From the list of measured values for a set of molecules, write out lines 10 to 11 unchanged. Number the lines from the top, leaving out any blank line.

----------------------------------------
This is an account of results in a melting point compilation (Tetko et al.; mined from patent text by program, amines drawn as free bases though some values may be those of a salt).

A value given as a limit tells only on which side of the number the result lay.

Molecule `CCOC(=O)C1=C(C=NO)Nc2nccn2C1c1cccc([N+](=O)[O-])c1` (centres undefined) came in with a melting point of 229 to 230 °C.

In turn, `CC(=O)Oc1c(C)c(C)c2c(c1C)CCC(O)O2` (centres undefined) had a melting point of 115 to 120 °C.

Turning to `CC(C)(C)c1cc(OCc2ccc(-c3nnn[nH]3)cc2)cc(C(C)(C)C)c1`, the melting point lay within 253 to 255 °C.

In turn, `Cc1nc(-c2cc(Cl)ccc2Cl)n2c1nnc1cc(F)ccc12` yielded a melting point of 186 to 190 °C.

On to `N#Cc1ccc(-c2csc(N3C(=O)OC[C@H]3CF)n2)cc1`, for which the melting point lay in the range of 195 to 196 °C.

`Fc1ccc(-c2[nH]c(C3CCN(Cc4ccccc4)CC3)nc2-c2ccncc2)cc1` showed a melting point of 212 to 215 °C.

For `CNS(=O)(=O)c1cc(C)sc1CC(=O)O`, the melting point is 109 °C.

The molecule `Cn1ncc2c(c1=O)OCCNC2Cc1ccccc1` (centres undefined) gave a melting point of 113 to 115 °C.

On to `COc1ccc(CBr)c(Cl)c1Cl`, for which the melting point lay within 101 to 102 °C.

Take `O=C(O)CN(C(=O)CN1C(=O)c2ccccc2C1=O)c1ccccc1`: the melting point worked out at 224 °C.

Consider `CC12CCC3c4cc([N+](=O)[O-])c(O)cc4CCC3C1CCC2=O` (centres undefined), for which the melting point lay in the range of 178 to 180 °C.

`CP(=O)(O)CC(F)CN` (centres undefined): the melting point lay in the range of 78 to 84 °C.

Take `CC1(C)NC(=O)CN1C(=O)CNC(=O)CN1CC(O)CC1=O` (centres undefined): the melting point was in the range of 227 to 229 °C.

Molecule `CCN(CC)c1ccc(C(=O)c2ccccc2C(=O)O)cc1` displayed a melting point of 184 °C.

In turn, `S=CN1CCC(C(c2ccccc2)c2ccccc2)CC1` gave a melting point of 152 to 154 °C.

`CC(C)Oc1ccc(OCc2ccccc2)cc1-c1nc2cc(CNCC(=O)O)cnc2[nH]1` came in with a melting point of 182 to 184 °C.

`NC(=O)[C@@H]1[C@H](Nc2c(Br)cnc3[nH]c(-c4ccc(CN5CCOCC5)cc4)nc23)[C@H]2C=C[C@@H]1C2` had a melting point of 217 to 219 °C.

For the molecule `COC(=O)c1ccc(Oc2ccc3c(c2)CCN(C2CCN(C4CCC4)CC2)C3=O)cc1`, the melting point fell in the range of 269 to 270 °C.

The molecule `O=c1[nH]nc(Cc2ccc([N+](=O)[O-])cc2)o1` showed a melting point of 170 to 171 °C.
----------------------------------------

The molecule `Cn1ncc2c(c1=O)OCCNC2Cc1ccccc1` (centres undefined) gave a melting point of 113 to 115 °C.

On to `COc1ccc(CBr)c(Cl)c1Cl`, for which the melting point lay within 101 to 102 °C.